Coming from developing iOS applications, the concept that struck me most interesting in Android app development was the way it handled inter-app communications. For the uninitiated, here is a simple way to understand how Android apps work:
- Each Android app is composed of a few different parts: Activities, Services, ContentProviders and BroadcastRecievers
- An Activity represents a single screen with a user interface. They usually constitute one complete “action”, like signing up or updating a status or something like that.
- Users transition between Activity screens while performing a task. This is made possible by the Activity sending asynchronous messages called Intents to the Android system
- Intents trigger the next appropriate activity. So, for example, a clicking on the share button sends a Share Intent to the system that then pulls the appropriate share activity.
- Activities from different installed applications can be mixed and matched to allow the user to complete a task. In the case of “Share” for example, apps like Tweetdeck or Facebook add the appropriate Share Activities so that the user may pick the one that he actually cares about.
The last point makes for very interesting scenarios. This means that app developers can relegate certain responsibilities to other apps the user may have installed. This is also what allows users to switch out the default apps with others. Prefer the new Firefox browser to the default Android one? Well, check off the box that always resolves the browser intent (or specifically the ACTION_VIEW intent) and now you’ll never see the native browser again. While the core Android intents are decently documented, there are even efforts on like OpenIntents.org that try to provide a central location for information on intents offered by third party applications.
When I first saw the Apple Reminders app introduced at the iOS5 keynote, it made no sense to me. Why build a mediocre reminders app when the iOS AppStore is full of really well done todo apps? It wasn’t until I saw Siri at the 4S launch keynote did that click: Reminders is the perfect use case for voice recognition and they needed an app to respond to the Siri “add reminder” trigger. Since then, I have seen a lot of developers get hopeful about when Apple will allow third party apps to be Siri-enabled, but I have a hard time figuring out how exactly that would work. In Android I imagine a central app that dispatches custom Intents like a system wide “Reminder” intent or other custom events that multiple apps can wait on, but I dont think any such concept exists in iOS at least today (hmm, the more I think, it probably could work using something like UIApplicationDelegate’s openURL method and a custom URL Scheme)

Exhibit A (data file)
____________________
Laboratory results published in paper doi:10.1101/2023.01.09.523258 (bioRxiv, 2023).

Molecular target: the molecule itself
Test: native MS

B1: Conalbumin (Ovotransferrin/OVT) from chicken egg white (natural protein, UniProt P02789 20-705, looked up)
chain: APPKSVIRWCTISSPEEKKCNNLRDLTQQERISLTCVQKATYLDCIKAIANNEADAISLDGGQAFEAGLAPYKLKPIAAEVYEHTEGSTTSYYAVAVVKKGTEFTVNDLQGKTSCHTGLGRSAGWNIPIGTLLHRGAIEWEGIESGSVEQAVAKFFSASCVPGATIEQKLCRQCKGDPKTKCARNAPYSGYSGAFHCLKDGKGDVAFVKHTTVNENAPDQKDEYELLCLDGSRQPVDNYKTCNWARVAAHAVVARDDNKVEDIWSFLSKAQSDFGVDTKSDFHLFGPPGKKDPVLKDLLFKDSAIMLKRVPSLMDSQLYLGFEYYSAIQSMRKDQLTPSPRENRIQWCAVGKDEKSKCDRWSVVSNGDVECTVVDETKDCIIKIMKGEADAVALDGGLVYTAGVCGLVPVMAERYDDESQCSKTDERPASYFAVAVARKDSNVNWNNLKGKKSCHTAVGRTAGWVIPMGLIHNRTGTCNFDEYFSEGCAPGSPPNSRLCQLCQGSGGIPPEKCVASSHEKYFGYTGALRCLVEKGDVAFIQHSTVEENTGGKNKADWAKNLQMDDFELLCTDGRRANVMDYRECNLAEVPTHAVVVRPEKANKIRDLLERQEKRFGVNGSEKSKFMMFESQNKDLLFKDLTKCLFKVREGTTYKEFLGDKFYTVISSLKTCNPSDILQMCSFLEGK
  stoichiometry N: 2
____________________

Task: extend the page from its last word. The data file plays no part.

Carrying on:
The video below by the folks at Remember the Milk showed how to add events to their app via Siri, but if the instructions are anything to go by, its a pretty smart hack but a hack nonetheless. Also I am not sure in this case if your tasks are being pushed to both RTM and Apple Reminders and if they are, I doubt the “done” action is synchronized as well.
Compare that with the second video here done by me using Vlingo, an off the shelf Android personal assistant app (very similar to Siri and surprisingly decent). The video below triggers the “Share” intent at which point I can pick any app from my list of installed apps that respond to that intent. Note that I could have also checked the checkbox there to always go to Remember The Milk (actually my preferred todo app right now is Astrid) but its pretty cool to see that not only did the task successfully get added but so did the day (“Tomorrow”) which is a separate form element in the “Add Task” Activity.
This kind of inter-app play makes for some very interesting possibilities. Its unfortunate that Apple seems to be going the exact opposite direction with apps on their platform. Apps on iOS are already pretty isolated from one another but now those rules are also going to be set on desktop software: a place where it makes even less sense.
On the flip side there are also projects that want to extend the concept of intents to the entire web. If you haven’t seen it yet, check out WebIntents.org. I am pretty excited about this, hopefully this makes it. It looks like both Chrome and Firefox at least are looking to support that kind of mechanism for inter app communication.
I first got really interested in inter app communications when I was playing around with Macromedia Central back in the day. Central was Macromedia’s first try at Flash based desktop apps and never really made out of the developer preview, but it had some great ideas on inter-app communication.
Here is a snippet from their whitepaper on Central:
Hey Adobe, can we get this back in a future version of AIR?